P.J.Redoute (1759 - 1840)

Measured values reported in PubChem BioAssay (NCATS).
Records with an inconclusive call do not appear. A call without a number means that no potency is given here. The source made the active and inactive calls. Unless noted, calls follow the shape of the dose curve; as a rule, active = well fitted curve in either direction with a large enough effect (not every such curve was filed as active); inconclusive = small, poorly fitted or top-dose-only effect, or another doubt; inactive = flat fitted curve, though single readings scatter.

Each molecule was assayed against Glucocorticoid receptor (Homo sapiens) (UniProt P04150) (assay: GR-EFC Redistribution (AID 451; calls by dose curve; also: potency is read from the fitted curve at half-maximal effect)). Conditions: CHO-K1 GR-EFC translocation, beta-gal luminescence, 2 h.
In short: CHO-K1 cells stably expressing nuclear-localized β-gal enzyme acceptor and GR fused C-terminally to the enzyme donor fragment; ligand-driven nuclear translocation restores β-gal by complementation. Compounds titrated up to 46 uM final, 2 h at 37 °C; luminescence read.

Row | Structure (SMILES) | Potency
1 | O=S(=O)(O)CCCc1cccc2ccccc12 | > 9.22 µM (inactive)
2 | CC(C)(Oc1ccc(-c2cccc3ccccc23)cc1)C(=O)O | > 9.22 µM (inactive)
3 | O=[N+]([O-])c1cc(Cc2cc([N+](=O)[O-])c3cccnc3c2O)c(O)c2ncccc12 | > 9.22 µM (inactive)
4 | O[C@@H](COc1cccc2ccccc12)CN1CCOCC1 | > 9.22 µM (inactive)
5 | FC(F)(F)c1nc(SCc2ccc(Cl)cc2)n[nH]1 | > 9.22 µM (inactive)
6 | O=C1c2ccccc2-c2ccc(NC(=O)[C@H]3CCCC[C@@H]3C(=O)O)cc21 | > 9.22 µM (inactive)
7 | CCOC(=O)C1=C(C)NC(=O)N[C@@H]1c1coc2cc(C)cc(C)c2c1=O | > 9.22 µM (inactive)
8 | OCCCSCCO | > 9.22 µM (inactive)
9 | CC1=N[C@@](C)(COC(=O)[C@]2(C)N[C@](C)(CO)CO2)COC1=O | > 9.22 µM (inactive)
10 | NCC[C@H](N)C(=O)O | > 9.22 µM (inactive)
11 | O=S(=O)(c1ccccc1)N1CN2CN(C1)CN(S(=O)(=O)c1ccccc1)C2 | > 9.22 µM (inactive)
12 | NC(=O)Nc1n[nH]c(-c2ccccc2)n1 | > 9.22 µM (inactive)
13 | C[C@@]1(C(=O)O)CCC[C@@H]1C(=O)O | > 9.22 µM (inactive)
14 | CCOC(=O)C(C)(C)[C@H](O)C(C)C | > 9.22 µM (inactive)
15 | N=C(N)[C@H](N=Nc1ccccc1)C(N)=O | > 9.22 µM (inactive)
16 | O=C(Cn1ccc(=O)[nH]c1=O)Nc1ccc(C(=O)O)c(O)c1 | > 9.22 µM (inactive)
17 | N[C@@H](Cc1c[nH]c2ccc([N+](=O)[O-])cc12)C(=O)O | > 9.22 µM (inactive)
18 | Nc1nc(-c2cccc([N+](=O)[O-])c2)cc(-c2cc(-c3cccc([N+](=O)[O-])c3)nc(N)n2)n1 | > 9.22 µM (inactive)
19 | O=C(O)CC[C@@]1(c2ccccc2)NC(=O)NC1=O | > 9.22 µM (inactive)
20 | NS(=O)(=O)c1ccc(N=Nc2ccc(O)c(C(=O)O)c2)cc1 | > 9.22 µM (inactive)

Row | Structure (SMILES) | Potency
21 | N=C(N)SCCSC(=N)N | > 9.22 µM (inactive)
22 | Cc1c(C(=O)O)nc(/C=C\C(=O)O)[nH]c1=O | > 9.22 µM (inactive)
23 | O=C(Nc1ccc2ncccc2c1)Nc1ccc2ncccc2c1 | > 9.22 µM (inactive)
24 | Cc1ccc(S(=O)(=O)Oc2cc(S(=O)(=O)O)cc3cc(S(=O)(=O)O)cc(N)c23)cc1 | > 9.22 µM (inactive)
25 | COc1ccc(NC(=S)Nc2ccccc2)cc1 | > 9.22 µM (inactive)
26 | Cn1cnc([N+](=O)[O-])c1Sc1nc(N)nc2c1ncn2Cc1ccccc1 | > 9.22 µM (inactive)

Charles Louis L Heritier de Brutelle (1746-1800) Charles Louis L’Heritier de Brutelle, botanist and magistrate of France whose family held considerable wealth derived from commerce, and belonged to the upper stratum of court society. L’Heritier’s first botanical publication was also his most important, but it was never finished. As one biographer put it, ” …it was doomed to get stuck in the French revolution. “Stirpes novae aut minus cognitae”, was intended to be a work of two volumes with at least 120 plates, but only six fascimiles were published-in the years 1785-1791 with eighty-four plates and accompanying descriptive texts. Many of the plants described were new plants from living specimens. The author himself was too busy with official duties to engage in active plant collecting, but he employed a team of young men to do the work for him. He also paid the full costs of his publications from his own resources. Possibly the most notable feature of the Stirpes novae are the illustrations of Pierre-Joseph Redoute (1759-1840), the highly renowned artist who was actually “discovered” by L’Heritier around 1784. The two became close friends and Redoute was employed to produce the plates. The author instructed him in the techniques of dissection and the details of plant anatomy and permitted the artist to use his extensive collection of illustrated botanical works. Stirpes novae was Redoute’s first botanical publication, and the artist credited his mentor with leading him to a new career in which he could develop his talents. The very rare deluxe hand-coloured issue with the plates produced under Redoute’s supervision and coloured in his studio. The number of coloured copies issued is not known, Stafleu and Cowan note that ‘Some copies have coloured plates’, and only the de Belder copy is listed as having sold at auction in the past twenty five years.
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